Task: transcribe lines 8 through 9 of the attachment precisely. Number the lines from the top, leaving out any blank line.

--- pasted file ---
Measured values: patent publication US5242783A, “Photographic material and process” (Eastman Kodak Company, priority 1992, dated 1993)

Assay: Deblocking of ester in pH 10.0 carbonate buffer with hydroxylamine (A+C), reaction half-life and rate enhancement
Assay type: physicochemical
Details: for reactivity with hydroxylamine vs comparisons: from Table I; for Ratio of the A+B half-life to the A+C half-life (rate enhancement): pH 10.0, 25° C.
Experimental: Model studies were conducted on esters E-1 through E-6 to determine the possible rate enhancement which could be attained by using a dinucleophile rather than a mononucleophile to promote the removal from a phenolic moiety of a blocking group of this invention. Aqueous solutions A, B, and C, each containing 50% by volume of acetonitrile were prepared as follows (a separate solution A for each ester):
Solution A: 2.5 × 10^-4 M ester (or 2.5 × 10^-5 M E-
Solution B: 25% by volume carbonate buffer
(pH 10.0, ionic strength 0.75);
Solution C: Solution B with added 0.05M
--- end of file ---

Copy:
(pH 10.0, ionic strength 0.75);
Solution C: Solution B with added 0.05M